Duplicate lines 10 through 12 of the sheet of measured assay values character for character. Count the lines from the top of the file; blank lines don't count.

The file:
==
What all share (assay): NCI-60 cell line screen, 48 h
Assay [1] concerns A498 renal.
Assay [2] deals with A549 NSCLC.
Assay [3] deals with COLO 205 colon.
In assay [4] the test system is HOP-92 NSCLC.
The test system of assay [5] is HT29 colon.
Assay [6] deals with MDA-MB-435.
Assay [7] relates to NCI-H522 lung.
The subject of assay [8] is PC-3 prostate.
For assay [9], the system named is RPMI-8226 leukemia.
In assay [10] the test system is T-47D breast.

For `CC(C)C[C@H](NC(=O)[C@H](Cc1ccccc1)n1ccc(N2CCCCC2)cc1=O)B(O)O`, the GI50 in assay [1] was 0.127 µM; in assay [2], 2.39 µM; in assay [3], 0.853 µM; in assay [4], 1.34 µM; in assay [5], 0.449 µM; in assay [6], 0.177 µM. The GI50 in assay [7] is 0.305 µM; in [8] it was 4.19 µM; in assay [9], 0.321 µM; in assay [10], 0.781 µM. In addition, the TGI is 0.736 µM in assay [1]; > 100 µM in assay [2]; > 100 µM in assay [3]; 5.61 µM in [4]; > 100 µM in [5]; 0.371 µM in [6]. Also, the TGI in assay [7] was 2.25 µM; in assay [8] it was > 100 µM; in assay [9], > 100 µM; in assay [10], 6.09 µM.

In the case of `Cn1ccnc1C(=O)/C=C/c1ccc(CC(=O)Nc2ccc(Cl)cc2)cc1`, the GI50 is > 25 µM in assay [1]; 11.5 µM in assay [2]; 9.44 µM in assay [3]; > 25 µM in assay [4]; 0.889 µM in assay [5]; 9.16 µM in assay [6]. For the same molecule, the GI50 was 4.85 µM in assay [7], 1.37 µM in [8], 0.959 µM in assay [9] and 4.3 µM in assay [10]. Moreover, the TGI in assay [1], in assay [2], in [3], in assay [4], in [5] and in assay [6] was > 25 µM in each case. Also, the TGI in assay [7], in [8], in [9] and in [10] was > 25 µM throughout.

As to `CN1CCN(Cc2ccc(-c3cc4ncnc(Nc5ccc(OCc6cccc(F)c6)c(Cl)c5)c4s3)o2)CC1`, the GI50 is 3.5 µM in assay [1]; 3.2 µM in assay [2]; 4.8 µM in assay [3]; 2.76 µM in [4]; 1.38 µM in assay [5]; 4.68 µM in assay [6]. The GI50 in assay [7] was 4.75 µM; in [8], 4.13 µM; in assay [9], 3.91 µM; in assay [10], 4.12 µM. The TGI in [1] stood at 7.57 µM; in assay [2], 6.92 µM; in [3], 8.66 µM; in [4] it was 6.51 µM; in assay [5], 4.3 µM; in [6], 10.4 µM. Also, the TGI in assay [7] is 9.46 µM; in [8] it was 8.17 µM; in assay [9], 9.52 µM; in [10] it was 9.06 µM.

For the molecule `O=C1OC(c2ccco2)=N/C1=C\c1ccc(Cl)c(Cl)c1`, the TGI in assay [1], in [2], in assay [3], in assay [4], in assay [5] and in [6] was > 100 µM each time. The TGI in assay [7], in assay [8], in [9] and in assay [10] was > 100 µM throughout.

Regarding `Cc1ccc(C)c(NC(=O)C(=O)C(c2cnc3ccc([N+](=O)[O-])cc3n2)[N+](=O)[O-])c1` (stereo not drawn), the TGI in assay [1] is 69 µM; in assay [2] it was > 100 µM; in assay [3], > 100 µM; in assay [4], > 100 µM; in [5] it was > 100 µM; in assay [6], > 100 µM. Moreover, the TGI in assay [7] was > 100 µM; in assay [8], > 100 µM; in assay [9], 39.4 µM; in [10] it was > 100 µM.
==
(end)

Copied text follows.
For assay [9], the system named is RPMI-8226 leukemia.
In assay [10] the test system is T-47D breast.

For `CC(C)C[C@H](NC(=O)[C@H](Cc1ccccc1)n1ccc(N2CCCCC2)cc1=O)B(O)O`, the GI50 in assay [1] was 0.127 µM; in assay [2], 2.39 µM; in assay [3], 0.853 µM; in assay [4], 1.34 µM; in assay [5], 0.449 µM; in assay [6], 0.177 µM. The GI50 in assay [7] is 0.305 µM; in [8] it was 4.19 µM; in assay [9], 0.321 µM; in assay [10], 0.781 µM. In addition, the TGI is 0.736 µM in assay [1]; > 100 µM in assay [2]; > 100 µM in assay [3]; 5.61 µM in [4]; > 100 µM in [5]; 0.371 µM in [6]. Also, the TGI in assay [7] was 2.25 µM; in assay [8] it was > 100 µM; in assay [9], > 100 µM; in assay [10], 6.09 µM.